“How does this GPS thing work?” “You go geocaching? What is that?” These are common questions that members of O.M.E.G.A. have heard over the past year. Many of us have been geocaching for several years now and have experience with several different GPS units.
Geocaching is a high-tech treasure hunting game played throughout the world by adventure seekers equipped with GPS units. The basic idea is to locate hidden containers, called geocaches, outdoors. Geocaching is enjoyed by people from all age groups, with a strong sense of community and support for the environment.
In order to help others understand how to use a GPS to find geocaches or just to use it for navigation, we set up an outing for Easter weekend. A couple of O.M.E.G.A. members placed a series of temporary caches in Castlewood Canyon State Park on April 23 for a fun ‘Easter Egg’ hunt.
About a dozen people showed up for the hunt. It was a drizzly, brisk morning, but with the geocaches already hidden, everyone decided to head out and search anyway. As we left the parking lot, several returned to their cars for warmer clothing, batteries for the GPSs and other forgotten items. Soon enough, all were headed out and looking for the first set of coordinates. All but two went off in one direction. What kept those two back? They decided the coordinates in their GPS units lead them in a different direction. While they debated if they were right or not, since everyone else went another direction, the group headed back their way.
So, with everyone on the same path, we started out for the first set of coordinates. As with many geocachers, the idea of following a trail to get where you need to go is unheard of. “Why go that way, when I can go in a straight line?” No matter that there are trees, bushes, thorns, etc. in the way.
Several of the searchers took the time to program the GPS units and tried using the compass to help them find there way and others just recorded the numbers on paper and started walking to match what they were looking for with what the GPS unit was displaying. Once in the general location, they were told that with the many different brands of GPS units, they should look in a 15 to 20 foot radius for the actual coordinates. This is a lot harder than it may sound. They looked in trees, under bushes and behind rocks. It was one of the younger participants that finally located the camouflaged, duct-tape plastic Easter egg under a rock in a crevice. This treasure contained several smaller eggs with candy in them to help give them all a boost for the next phase of the hunt.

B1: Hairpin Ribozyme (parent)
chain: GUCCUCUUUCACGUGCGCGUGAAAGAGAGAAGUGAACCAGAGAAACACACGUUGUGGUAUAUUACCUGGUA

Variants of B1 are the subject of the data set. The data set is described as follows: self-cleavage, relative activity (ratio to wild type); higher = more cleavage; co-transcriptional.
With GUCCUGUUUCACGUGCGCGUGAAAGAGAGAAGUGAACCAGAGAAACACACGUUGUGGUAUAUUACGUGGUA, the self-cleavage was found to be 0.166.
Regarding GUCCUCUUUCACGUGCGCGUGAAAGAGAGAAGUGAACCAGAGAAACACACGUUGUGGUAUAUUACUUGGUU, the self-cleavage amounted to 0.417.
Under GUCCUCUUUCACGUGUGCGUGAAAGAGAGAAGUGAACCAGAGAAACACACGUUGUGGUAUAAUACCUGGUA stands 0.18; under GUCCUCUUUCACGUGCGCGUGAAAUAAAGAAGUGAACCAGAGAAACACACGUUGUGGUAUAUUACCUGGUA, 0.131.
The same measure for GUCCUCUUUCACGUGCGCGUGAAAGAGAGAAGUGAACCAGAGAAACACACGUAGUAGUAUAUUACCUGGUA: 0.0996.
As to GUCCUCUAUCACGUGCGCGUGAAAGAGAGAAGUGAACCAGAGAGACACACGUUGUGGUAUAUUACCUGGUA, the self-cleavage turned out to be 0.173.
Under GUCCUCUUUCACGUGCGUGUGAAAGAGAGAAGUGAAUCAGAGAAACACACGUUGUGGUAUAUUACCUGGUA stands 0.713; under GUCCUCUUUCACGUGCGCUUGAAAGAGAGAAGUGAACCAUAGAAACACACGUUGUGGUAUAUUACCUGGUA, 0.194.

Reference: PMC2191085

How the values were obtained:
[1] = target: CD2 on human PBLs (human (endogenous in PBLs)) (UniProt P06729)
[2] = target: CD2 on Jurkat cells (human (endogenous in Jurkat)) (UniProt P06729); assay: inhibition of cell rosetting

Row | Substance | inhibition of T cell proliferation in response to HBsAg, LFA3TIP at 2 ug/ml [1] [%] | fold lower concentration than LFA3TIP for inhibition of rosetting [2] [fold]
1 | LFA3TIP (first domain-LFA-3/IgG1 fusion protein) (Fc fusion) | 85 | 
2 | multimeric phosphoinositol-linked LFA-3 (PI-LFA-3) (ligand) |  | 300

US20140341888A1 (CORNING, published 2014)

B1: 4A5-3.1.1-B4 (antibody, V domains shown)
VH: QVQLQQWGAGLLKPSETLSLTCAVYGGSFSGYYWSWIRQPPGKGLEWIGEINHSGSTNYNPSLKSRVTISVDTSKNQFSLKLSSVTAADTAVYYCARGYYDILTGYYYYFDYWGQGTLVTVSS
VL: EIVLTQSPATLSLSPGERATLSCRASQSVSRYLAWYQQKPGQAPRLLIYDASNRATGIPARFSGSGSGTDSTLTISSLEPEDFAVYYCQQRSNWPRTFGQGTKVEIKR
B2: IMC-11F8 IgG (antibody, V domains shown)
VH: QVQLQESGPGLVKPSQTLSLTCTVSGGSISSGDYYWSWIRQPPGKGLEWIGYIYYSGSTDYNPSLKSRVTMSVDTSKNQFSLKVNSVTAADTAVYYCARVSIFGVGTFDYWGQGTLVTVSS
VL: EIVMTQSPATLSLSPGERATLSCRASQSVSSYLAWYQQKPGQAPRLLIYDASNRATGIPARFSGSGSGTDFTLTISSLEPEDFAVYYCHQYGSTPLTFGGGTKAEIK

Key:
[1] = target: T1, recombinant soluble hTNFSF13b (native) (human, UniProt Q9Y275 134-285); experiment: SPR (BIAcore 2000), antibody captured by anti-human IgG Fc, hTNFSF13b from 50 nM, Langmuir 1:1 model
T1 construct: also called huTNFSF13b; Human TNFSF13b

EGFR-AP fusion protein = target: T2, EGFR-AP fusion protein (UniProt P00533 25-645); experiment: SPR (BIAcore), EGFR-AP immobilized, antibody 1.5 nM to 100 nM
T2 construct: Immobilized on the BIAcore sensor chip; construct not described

With a better understanding of what they were doing and a quick sugar fix, the group headed out for find number two. Many of them once again headed off the paved trail to follow the direct path of where they wanted to go. It took some time for everyone to realize that they were making more work for themselves then was necessary. The good news was that everyone was having fun and enjoying sharing stories while walking.
After a few hours, a total of five ‘caches’ had been found and everyone had prizes from the finds. Many of them now understood how to use their GPS units and others where ready to go shopping for one of their own. Everyone wanted to know if another event could be scheduled, and so the planning for a second GPS training began. It was agreed that Father’s Day would be a good time for some of them to request a GPS unit from family members and that soon after would be a good time to use them.
We planned another outing for July 2, this time to Devil’s Head Fire Lookout. There were a few real caches in this area and the plan was to hide six or seven more for everyone to find on the way up. This trip was not as successful for hunting as the previous one, but in the end, everyone had a good hike and lots of fun.
As the seekers started out behind the hider, they started looking for the location that appeared to be closest to them. This turned out to be a mistake that would send us searching all over the side of the mountain we were on. A few got discouraged and decided to head on up the trail to enjoy the hike and the beautiful day. The hider hiked back down to join us and locate the cache that could not be found.
It turned out that the first one that was closest to us on the GPS units was actually the second cache hidden, on the return of a switchback. And as always, the search had been off the obvious trail, so we had missed the first one all together. Another group headed on up the trail to join the first and a few stayed back with the hider to relocate the caches and pick them up.
It turned out that in the time it had taken the hider to get up the mountain and hide the geocaches, then turn around and come back and head up again, a couple of them were found by other hikers and removed. It was surprising to us how fast that could have happened. The party at the top of the hill went in search of one of the real caches and had a successful find, which made the trip that much more rewarding. The last group up asked a bystander climber to help get a geocache that was approximately 30 feet off the ground. The man was confused at first, but climbed up and passed the cache down to us to sign and then was kind enough to return it to its hiding place.
Once everyone had hiked to the top, snacked on some food and enjoyed the views, we headed back down. We were met by sprinkles of rain about midway down, but avoided the hard rain until after getting in the cars and driving away. Even with the trials and tribulations, O.M.E.G.A. was asked to plan another GPS outing. It turns out that everyone likes getting out and about, no matter the outcome of the geocaching adventure.
We hope to have another geocache seeking adventure towards the end of the summer. Stay tuned for details if you are interested in joining the fun.